UK to invoke Article 50 and begin exit negotiations in 29 March
The British government will formally begin the process of leaving the European Union by triggering Article 50 of the Treaty on European Union next week.
The move was confirmed earlier this week when Tim Barrow, The UK’s Permanent Representative to the European Union, Sir Tim Barrow, informed European Council President Donald Tusk that the legal mechanism would be involved next Wednesday, 29 March.
In a statement to mark the news, the UK’s Brexit secretary David Davis said: “Last June, the people of the UK made the historic decision to leave the EU. Next Wednesday, the Government will deliver on that decision and formally start the process by triggering Article 50.
“We are on the threshold of the most important negotiation for this country for a generation.
“The Government is clear in its aims: a deal that works for every nation and region of the UK and indeed for all of Europe – a new, positive partnership between the UK and our friends and allies in the European Union.”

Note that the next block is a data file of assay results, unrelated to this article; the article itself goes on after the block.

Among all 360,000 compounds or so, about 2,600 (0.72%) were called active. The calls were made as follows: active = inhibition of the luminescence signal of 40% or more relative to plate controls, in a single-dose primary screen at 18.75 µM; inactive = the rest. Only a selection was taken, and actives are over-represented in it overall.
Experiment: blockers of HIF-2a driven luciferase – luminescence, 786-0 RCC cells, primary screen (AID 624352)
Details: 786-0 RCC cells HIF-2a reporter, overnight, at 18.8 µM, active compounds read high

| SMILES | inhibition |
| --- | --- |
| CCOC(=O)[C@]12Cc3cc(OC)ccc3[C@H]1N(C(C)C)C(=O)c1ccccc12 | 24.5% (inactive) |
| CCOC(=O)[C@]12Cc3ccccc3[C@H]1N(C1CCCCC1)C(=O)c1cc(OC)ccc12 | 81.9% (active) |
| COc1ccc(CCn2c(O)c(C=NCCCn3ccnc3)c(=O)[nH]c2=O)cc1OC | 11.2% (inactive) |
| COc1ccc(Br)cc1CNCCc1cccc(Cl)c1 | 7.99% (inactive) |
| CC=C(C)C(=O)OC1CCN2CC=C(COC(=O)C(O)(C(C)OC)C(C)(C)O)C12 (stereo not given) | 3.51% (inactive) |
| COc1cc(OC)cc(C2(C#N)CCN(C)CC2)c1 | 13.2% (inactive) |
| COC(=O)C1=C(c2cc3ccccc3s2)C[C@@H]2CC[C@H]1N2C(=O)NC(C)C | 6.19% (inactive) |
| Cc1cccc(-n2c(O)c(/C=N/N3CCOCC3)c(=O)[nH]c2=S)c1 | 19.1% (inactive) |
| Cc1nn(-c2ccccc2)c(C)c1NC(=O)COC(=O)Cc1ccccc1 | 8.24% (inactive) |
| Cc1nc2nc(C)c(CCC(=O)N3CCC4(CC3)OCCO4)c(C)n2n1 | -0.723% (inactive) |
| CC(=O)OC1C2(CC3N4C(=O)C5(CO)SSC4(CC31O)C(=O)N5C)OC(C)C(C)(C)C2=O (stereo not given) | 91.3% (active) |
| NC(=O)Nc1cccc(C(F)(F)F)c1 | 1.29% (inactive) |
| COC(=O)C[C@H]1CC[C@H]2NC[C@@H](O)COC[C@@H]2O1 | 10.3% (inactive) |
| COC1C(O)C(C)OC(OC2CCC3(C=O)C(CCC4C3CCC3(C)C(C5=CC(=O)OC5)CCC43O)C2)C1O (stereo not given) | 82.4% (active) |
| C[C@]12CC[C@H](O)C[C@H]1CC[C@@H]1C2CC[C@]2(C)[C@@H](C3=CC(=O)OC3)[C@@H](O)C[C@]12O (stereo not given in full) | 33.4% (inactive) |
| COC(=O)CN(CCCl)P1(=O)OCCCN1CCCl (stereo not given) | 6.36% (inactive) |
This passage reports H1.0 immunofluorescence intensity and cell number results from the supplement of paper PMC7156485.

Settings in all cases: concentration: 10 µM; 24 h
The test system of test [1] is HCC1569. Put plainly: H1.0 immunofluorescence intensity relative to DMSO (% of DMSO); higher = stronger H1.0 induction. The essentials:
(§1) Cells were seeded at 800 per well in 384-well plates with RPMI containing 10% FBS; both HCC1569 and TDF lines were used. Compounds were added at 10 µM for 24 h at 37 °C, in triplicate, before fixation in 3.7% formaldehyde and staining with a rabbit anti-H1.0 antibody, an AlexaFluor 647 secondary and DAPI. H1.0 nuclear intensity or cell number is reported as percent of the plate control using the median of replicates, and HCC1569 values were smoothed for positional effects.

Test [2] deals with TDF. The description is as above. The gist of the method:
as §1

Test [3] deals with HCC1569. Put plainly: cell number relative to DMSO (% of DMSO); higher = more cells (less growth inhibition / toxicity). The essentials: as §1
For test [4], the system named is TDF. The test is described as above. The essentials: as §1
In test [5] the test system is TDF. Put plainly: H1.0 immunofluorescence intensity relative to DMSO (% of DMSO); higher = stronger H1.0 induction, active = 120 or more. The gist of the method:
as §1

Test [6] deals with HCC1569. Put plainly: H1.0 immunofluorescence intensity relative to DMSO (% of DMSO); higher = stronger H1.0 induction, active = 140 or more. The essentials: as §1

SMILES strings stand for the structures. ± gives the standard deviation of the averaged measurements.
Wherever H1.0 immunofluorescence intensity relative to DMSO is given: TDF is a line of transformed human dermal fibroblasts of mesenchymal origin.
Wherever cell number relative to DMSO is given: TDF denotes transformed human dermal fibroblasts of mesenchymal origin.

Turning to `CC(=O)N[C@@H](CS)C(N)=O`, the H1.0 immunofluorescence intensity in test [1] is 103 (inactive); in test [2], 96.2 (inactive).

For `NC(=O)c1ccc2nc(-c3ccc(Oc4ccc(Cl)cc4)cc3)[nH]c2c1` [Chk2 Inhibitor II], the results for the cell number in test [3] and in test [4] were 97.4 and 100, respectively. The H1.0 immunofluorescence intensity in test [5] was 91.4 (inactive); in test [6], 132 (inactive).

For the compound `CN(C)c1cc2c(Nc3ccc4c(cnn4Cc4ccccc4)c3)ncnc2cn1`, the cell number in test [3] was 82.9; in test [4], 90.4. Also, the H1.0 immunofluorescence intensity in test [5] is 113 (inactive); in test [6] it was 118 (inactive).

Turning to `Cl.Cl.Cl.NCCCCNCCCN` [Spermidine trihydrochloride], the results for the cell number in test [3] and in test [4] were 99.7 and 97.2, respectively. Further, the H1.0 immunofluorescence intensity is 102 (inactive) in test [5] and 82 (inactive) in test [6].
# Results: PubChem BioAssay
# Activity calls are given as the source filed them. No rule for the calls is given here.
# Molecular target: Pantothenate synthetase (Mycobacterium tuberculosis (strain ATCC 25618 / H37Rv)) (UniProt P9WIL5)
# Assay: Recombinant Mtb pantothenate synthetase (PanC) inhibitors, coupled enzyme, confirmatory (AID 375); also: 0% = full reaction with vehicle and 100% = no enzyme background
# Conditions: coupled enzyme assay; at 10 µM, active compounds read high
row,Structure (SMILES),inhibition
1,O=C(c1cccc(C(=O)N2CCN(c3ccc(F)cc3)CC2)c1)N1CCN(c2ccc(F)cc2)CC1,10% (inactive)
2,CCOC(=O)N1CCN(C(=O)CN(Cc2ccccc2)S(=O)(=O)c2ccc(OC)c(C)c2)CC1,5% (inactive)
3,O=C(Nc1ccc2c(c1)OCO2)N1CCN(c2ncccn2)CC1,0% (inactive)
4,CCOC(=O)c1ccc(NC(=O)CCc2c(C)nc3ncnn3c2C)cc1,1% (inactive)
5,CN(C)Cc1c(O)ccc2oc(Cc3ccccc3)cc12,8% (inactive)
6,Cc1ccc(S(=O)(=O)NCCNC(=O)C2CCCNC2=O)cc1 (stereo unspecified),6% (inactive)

Notification of the historic step will come in the form of a letter from Prime Minister Theresa May to Mr Tusk, although it was not clear if this would be in the form of a physical or electronic letter.
It will be the first time that the provisions of Article 50, which sets out the process for any EU member state “to withdraw from the union in accordance with its own constitutional requirements”, have been activated.
But there were concerns over the two-year timetable.
Ireland’s Minister for Finance Michael Noonan said that he does not expect a new trade deal between Britain and the EU to be agreed within two years.
Speaking at a Eurogroup meeting in Brussels, the minister said he expected there would be a transitional period to allow time for talks on a new trade treaty between the EU and the UK after the UK leaves the bloc.